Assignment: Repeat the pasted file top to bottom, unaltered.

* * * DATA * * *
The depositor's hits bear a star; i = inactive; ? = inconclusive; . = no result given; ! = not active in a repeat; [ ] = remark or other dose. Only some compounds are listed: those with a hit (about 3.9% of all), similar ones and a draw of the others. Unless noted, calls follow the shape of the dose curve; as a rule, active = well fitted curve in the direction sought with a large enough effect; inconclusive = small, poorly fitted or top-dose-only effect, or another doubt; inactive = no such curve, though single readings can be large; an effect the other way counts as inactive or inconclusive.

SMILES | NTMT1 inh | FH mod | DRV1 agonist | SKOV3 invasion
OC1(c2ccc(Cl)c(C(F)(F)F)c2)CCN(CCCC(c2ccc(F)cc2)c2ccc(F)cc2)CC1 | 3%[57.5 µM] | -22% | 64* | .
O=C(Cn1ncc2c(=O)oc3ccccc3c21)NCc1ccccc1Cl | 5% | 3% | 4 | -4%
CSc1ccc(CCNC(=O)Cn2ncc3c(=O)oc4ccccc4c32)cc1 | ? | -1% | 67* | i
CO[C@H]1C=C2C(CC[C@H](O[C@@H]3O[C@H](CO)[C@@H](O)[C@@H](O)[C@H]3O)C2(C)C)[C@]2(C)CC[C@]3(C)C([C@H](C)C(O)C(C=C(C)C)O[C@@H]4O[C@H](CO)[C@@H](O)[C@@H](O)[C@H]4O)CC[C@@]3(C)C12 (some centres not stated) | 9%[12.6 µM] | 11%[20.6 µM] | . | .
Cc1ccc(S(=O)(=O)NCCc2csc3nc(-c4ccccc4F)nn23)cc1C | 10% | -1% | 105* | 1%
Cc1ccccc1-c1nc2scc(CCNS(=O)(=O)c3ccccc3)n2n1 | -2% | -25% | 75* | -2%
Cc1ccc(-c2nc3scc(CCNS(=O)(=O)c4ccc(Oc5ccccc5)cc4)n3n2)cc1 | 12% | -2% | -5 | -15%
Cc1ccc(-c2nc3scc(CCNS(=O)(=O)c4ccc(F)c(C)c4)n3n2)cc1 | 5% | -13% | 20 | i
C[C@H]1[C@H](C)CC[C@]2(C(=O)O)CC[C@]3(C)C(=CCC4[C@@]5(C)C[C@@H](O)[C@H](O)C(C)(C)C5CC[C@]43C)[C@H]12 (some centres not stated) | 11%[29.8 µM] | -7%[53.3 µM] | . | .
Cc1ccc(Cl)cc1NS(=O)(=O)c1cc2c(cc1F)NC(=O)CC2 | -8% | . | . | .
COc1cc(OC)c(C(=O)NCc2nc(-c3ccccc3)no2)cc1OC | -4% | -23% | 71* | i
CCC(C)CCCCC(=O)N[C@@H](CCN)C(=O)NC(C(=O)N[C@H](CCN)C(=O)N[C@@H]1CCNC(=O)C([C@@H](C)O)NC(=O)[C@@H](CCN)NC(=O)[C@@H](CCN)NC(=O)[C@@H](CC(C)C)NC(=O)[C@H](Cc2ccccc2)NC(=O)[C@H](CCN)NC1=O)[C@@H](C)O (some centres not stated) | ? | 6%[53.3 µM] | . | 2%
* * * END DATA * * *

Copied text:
The depositor's hits bear a star; i = inactive; ? = inconclusive; . = no result given; ! = not active in a repeat; [ ] = remark or other dose. Only some compounds are listed: those with a hit (about 3.9% of all), similar ones and a draw of the others. Unless noted, calls follow the shape of the dose curve; as a rule, active = well fitted curve in the direction sought with a large enough effect; inconclusive = small, poorly fitted or top-dose-only effect, or another doubt; inactive = no such curve, though single readings can be large; an effect the other way counts as inactive or inconclusive.

SMILES | NTMT1 inh | FH mod | DRV1 agonist | SKOV3 invasion
OC1(c2ccc(Cl)c(C(F)(F)F)c2)CCN(CCCC(c2ccc(F)cc2)c2ccc(F)cc2)CC1 | 3%[57.5 µM] | -22% | 64* | .
O=C(Cn1ncc2c(=O)oc3ccccc3c21)NCc1ccccc1Cl | 5% | 3% | 4 | -4%
CSc1ccc(CCNC(=O)Cn2ncc3c(=O)oc4ccccc4c32)cc1 | ? | -1% | 67* | i
CO[C@H]1C=C2C(CC[C@H](O[C@@H]3O[C@H](CO)[C@@H](O)[C@@H](O)[C@H]3O)C2(C)C)[C@]2(C)CC[C@]3(C)C([C@H](C)C(O)C(C=C(C)C)O[C@@H]4O[C@H](CO)[C@@H](O)[C@@H](O)[C@H]4O)CC[C@@]3(C)C12 (some centres not stated) | 9%[12.6 µM] | 11%[20.6 µM] | . | .
Cc1ccc(S(=O)(=O)NCCc2csc3nc(-c4ccccc4F)nn23)cc1C | 10% | -1% | 105* | 1%
Cc1ccccc1-c1nc2scc(CCNS(=O)(=O)c3ccccc3)n2n1 | -2% | -25% | 75* | -2%
Cc1ccc(-c2nc3scc(CCNS(=O)(=O)c4ccc(Oc5ccccc5)cc4)n3n2)cc1 | 12% | -2% | -5 | -15%
Cc1ccc(-c2nc3scc(CCNS(=O)(=O)c4ccc(F)c(C)c4)n3n2)cc1 | 5% | -13% | 20 | i
C[C@H]1[C@H](C)CC[C@]2(C(=O)O)CC[C@]3(C)C(=CCC4[C@@]5(C)C[C@@H](O)[C@H](O)C(C)(C)C5CC[C@]43C)[C@H]12 (some centres not stated) | 11%[29.8 µM] | -7%[53.3 µM] | . | .
Cc1ccc(Cl)cc1NS(=O)(=O)c1cc2c(cc1F)NC(=O)CC2 | -8% | . | . | .
COc1cc(OC)c(C(=O)NCc2nc(-c3ccccc3)no2)cc1OC | -4% | -23% | 71* | i
CCC(C)CCCCC(=O)N[C@@H](CCN)C(=O)NC(C(=O)N[C@H](CCN)C(=O)N[C@@H]1CCNC(=O)C([C@@H](C)O)NC(=O)[C@@H](CCN)NC(=O)[C@@H](CCN)NC(=O)[C@@H](CC(C)C)NC(=O)[C@H](Cc2ccccc2)NC(=O)[C@H](CCN)NC1=O)[C@@H](C)O (some centres not stated) | ? | 6%[53.3 µM] | . | 2%